Saturday, March 28, 2009

Onset of our limpet mine

In wars of yore, a deadly weapon against ships was the limpet mine, which would be deployed by elite commandos. They would swim under a hull and deploy a magnetised explosive charge that would clang onto the maritime metal, clinging on like a malevolent barnacle until the inevitable 'ka-boom'.

These last couple of days, our own 11-month-old limpet mine has been attaching itself to us with a ferocious obstinacy. He's been stuck at home with us (or both of his grandmothers, who rode to the rescue) after he was felled by a nasty virus and had to struggle with a scarily persistent fever. Since then, whenever awake, the little fella can't seem to go 10 minutes on his own before he'll be scuttling along with many a tearful peep, seeking an adult embrace. Not that he used to be stand-offish, but he was never so needy till now, even in previous bouts with illness.

At work, Pa's been preoccupied with how the economic crisis has affected country after country, so the little fella's behaviour has reminded him of the way some populations react. When all is well and the economy is humming along merrily, these folks want their government to leave them well alone so they can go about their own business. But when a financial contagion strikes, they go all limpet-miney and insist on a powerful saving hug from Big Brother, demanding bail-outs, stimulus packages and what have you.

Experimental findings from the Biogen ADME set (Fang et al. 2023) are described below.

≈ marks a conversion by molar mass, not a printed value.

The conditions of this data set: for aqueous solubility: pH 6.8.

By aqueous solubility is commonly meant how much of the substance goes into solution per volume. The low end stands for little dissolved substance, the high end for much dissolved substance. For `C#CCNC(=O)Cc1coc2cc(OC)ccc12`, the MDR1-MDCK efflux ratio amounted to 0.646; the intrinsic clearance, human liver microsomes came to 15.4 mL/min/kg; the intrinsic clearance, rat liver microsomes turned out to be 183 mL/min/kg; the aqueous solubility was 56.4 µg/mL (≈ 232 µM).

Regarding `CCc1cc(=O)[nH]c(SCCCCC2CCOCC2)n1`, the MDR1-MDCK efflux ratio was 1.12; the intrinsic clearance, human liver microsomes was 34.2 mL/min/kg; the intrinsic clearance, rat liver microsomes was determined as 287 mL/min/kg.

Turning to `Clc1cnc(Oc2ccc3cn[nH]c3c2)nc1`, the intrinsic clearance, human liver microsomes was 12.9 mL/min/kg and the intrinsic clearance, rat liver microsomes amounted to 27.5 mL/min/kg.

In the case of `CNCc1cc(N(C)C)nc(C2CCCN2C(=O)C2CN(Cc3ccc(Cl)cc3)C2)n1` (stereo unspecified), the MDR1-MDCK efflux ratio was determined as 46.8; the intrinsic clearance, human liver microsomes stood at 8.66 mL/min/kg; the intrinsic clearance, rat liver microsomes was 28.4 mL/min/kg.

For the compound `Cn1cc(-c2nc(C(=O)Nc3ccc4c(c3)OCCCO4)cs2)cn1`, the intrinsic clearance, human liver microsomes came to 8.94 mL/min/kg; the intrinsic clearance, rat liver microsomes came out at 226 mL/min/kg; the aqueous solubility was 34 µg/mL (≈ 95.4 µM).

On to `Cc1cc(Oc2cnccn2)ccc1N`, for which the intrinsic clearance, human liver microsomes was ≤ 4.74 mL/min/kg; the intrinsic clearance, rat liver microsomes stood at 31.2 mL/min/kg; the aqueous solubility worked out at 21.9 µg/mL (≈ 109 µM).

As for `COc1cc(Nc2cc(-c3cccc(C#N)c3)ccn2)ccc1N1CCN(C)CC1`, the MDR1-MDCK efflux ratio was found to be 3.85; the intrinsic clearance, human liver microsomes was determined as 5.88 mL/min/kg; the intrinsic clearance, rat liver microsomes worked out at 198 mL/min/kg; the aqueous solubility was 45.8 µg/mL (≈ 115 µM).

Of course, we know that a limpet mine is so designed that failing to break its grim embrace will be followed in short order by a massive explosion and a speedy one-way visit to the bottom of the sea. Similarly, expecting the government to be an all-powerful life preserver - somehow counteracting problems brought on by unwise economic activity, business foolishness and so forth - can only end in tears. A culture of dependency is swiftly bred, and fiscal irresponsibility could easily take hold.

In our case, Sonny's fever broke yesterday and a fierce rash surfaced in its wake. Seems he had either measles or what is called 'false measles', which may linger for anything from three to seven days. Presumably he can be forgiven for being especially needy - so he's been allowed more than his usual quota of hugs. But once he's well on the road to recovery, the pampering will cease. Which, hopefully, is what will happen with the world's own embrace of big-government rescues.